the sympathetic nervous system is the system responsible for activating the stress response, or fight-or-flight mode is order to successfully face or run away from a threat/stressful situation. humans have evolved to respond to stress with this response as a means of survival.
the peripheral nervous system is made up of two parts: sympathetic (SNS) and parasympathetic (PNS). activation of the SNS is triggered when a threat or stressor occurs. the body and mind go into the fight-or-flight response (FoF) or stress response in order to run away from or face the situation.
when FoF mode is activated, energy resources are focused on strengthening muscles, increasing heart and respiratory rate, sharpening vision, releasing adrenaline and cortisol (stress hormone) and inhibiting bladder contractions. resources are diverted away from vital processes like immune function, digestion, nutrient absorption and protein synthesis as these processes require higher amounts of energy.
the FoF response is beneficial to our bodies as it is a mechanism that is needed to survive. it is one of many regulatory processes that the SNS controls throughout the day. another example would be triggering the body to sweat when the temperature rises. however, if the SNS is activated on a daily basis (as seen through chronic stress), the body becomes out of balance leading to detrimental effects like inflammation, depression and anxiety. we can’t live without the SNS, but ensuring moderation is crucial for maintaining homeostasis in the body.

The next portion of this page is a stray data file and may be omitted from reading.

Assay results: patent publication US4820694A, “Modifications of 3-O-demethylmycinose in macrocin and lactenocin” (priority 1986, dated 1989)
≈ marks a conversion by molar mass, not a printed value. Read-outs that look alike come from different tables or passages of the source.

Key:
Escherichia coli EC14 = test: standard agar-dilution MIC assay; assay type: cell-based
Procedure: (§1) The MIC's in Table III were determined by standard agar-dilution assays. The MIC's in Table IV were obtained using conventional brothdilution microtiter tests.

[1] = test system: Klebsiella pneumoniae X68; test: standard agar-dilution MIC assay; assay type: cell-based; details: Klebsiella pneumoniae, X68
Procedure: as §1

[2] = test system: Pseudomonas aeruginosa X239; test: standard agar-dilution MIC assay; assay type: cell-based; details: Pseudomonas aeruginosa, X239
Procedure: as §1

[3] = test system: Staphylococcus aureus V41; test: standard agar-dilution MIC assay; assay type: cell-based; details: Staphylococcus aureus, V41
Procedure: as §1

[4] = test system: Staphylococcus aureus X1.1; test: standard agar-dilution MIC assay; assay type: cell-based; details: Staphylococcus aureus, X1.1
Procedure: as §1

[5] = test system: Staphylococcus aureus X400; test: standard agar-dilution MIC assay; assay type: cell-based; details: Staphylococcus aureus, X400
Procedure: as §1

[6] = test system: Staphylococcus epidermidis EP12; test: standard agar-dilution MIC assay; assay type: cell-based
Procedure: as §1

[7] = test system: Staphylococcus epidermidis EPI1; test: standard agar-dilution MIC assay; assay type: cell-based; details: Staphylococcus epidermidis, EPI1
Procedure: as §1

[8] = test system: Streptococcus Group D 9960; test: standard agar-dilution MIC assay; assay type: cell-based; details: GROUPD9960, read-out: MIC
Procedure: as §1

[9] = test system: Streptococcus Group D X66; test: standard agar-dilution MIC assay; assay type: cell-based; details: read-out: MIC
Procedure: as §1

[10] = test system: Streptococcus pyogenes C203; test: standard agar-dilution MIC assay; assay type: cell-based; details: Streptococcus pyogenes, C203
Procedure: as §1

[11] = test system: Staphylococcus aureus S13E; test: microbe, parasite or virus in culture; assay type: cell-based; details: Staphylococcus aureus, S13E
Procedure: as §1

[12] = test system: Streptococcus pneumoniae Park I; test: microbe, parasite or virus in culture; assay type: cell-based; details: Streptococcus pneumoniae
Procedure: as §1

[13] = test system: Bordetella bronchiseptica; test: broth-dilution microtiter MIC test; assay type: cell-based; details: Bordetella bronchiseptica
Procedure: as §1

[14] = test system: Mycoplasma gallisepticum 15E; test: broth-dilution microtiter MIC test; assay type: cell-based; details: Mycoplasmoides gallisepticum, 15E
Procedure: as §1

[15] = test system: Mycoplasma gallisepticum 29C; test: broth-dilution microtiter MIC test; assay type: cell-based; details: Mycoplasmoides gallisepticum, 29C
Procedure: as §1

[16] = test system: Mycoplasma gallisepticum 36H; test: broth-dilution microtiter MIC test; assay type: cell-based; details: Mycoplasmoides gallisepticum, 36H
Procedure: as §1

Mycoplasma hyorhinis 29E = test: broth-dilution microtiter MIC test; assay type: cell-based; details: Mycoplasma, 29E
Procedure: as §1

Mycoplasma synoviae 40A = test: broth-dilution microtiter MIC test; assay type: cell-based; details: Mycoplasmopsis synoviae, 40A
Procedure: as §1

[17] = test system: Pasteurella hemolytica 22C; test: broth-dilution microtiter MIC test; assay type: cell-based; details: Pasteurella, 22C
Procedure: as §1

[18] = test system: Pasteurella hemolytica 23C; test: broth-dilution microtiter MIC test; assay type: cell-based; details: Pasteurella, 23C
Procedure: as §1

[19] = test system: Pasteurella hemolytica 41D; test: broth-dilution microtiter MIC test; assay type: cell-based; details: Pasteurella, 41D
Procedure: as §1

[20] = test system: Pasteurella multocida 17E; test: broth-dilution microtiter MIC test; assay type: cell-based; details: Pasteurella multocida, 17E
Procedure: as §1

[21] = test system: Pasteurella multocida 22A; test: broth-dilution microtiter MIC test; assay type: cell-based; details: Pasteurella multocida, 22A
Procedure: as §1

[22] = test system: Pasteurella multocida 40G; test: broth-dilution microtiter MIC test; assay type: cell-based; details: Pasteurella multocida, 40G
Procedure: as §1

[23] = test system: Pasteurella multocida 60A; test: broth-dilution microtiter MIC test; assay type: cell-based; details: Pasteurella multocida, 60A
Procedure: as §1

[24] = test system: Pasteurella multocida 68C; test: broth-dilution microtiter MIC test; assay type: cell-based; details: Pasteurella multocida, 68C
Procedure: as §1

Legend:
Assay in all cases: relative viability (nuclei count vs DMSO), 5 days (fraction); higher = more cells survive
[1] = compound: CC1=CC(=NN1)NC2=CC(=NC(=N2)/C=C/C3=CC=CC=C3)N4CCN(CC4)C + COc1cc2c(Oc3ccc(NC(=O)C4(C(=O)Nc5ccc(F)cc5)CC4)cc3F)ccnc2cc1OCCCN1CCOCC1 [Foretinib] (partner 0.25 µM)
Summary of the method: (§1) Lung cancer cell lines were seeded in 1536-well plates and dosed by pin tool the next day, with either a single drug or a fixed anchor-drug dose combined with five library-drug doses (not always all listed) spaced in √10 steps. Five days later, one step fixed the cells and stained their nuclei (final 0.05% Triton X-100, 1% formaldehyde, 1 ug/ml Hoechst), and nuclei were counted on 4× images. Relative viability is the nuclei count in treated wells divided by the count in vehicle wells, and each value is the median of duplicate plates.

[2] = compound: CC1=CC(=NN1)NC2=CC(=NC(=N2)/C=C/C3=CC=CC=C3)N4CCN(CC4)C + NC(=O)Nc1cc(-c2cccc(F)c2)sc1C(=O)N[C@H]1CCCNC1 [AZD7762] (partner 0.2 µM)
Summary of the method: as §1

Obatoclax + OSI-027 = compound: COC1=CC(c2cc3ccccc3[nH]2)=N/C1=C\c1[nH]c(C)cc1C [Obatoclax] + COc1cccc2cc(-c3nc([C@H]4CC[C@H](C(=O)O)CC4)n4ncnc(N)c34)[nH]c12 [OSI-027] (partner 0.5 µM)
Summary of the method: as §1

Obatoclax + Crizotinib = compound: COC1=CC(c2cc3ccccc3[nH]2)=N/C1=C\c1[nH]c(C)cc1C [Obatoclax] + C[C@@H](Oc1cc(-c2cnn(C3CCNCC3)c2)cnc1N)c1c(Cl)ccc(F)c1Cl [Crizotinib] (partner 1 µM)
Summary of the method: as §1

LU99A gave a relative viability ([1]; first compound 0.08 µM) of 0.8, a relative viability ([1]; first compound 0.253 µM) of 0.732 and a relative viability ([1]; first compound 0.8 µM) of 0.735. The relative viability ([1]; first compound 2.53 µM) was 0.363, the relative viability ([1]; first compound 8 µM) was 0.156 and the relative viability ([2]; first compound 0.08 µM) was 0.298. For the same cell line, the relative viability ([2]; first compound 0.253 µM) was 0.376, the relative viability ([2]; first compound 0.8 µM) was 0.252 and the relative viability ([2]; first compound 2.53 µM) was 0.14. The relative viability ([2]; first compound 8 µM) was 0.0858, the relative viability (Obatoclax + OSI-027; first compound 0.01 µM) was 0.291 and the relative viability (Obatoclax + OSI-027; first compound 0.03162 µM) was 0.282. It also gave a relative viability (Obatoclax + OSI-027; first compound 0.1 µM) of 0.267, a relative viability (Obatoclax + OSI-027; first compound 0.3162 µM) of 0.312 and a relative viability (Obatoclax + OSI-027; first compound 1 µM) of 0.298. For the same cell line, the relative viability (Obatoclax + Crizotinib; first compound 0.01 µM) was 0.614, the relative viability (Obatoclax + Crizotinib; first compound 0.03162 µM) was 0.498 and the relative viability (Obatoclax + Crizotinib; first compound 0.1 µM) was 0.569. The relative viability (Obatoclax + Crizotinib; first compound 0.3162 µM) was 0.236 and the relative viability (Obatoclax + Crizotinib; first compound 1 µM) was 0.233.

- barnes p. j. (2006). how corticosteroids control inflammation: quintiles prize lecture 2005. british journal of pharmacology, 148(3), 245–254. https://doi.org/10.1038/sj.bjp.0706736
- harber, v. j., & sutton, j. r. (1984). endorphins and exercise. sports medicine (auckland, n.z.), 1(2), 154–171. https://doi.org/10.2165/00007256-198401020-00004
- john hopkins medicine (2021). the digestive process: the liver and its many functions. johns hopkins medicine. retrieved from: https://www.hopkinsmedicine.org/health/conditions-and-diseases/the-digestive-process-the-liver-and-its-many-functions.
- morey, j. n., boggero, i. a., scott, a. b., & segerstrom, s. c. (2015). current directions in stress and human immune function. current directions in stress and human immune function. retrieved from: https://www.ncbi.nlm.nih.gov/pmc/articles/pmc4465119/.
- segerstrom, s. c., & miller, g. e. (2004). psychological stress and the human immune system: a meta-analytic study of 30 years of inquiry. psychological bulletin, 130(4), 601–630. https://doi.org/10.1037/0033-2909.130.4.601
- steinbacher, p., & eckl, p. (2015). impact of oxidative stress on exercising skeletal muscle. biomolecules, 5(2), 356–377. https://doi.org/10.3390/biom5020356
JOIN OUR MAILING LIST.
join our botanical crew and enjoy 15% off your first order.